The trend for OxyContin abusers to switch to heroin is not limited to the Port St. Lucie area. The use of heroin as a substitute for OxyContin has been reported in 12 of 20 nationwide Office of National Drug Control Policy (ONDCP) Pulse Check sites. Moreover, many law enforcement agencies in areas where OxyContin abuse is prevalent, such as Maine and western Pennsylvania, attribute recent increases in heroin abuse to users switching from OxyContin to heroin because of OxyContin's increasing cost as well as effective government efforts to control its diversion.

Source: ONDCP.

Benzodiazepines, hydrocodones, and methadone are also commonly diverted and abused, often in combination with other drugs in Florida. Furthermore, benzodiazepine-, hydrocodone-, and methadone-related deaths appear to be increasing. Law enforcement officials and treatment professionals in the state report that crack cocaine and methamphetamine abusers occasionally abuse these prescription drugs along with oxycodones to ameliorate the negative effects of these stimulants. According to the 2001 Report of Drugs Identified in Deceased Persons by Florida Medical Examiners, there were 1,378 benzodiazepine-related deaths in the state that year--more than for any other drug except alcohol. Benzodiazepines were determined to be the cause of death in 297 of these deaths. Benzodiazepine-related deaths increased 10 percent from 661 in the first half of 2001 to 734 in the first half of 2002. The report also indicates that there were 420 hydrocodone-related deaths in 2001, with hydrocodones determined to be the cause of death in 146 of these deaths. Hydrocodone-related deaths increased 15 percent from 211 in the first half of 2001 to 248 in the first half of 2002. Additionally, there were 357 methadone-related deaths in 2001, with methadone determined to be the cause of death in 179 of these deaths. Methadone-related deaths increased 36 percent from 163 in the first half of 2001 to 254 in the first half of 2002.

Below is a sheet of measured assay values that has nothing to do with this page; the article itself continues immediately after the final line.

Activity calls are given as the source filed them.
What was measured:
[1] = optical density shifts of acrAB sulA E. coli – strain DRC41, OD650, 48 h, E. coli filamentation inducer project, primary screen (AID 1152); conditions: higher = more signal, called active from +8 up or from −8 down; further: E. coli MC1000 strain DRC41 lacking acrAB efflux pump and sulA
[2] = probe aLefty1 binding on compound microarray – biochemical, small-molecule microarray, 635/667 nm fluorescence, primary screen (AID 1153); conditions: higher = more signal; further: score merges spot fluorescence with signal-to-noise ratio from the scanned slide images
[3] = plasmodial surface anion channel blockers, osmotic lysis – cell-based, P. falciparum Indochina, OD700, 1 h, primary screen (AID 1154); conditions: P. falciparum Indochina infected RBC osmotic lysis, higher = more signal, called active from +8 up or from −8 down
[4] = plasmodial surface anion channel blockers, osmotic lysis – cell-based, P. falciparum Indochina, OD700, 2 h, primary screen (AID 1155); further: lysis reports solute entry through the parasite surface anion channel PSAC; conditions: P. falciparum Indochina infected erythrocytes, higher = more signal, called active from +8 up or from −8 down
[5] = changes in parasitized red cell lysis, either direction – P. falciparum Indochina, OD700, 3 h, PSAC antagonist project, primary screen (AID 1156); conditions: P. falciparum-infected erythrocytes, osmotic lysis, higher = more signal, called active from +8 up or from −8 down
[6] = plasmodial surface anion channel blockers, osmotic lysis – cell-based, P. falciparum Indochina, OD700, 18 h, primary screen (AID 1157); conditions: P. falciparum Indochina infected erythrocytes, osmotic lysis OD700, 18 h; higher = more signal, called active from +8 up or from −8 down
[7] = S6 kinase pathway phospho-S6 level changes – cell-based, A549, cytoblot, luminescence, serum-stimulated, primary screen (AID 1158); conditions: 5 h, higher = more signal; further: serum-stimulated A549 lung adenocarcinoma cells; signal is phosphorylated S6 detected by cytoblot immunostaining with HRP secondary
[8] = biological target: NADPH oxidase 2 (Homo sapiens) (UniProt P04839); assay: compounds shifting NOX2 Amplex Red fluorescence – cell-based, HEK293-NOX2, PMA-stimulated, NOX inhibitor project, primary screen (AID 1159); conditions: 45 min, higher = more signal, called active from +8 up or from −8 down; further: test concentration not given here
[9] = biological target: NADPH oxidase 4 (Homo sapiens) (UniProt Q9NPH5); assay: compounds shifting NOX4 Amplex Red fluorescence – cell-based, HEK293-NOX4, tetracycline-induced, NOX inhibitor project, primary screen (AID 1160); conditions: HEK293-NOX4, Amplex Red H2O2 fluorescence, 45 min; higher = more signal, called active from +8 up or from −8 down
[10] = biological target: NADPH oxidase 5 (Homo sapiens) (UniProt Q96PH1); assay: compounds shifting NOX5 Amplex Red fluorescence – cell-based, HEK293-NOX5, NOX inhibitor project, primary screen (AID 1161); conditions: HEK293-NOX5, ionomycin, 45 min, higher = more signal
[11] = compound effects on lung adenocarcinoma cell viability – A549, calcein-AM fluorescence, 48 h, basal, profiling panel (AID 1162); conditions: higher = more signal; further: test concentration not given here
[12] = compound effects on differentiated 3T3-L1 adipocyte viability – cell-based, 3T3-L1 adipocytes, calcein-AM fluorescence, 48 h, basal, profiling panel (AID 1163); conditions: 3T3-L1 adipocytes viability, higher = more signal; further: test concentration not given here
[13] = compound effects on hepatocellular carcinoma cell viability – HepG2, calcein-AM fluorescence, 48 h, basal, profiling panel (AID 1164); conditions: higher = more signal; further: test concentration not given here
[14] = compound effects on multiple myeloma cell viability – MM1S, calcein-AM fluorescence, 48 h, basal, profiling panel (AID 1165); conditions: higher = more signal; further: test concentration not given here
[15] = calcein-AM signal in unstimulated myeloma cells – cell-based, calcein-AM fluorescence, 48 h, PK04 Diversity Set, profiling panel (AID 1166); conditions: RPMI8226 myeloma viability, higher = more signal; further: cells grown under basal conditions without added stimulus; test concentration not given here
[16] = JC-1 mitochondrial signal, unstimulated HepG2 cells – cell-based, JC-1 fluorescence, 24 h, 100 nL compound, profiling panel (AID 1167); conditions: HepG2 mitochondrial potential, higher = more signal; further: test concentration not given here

Local independent Caucasian dealers are the principal wholesale and retail distributors of diverted pharmaceuticals in Florida. Retail distributors often sell diverted pharmaceuticals to acquaintances and established customers.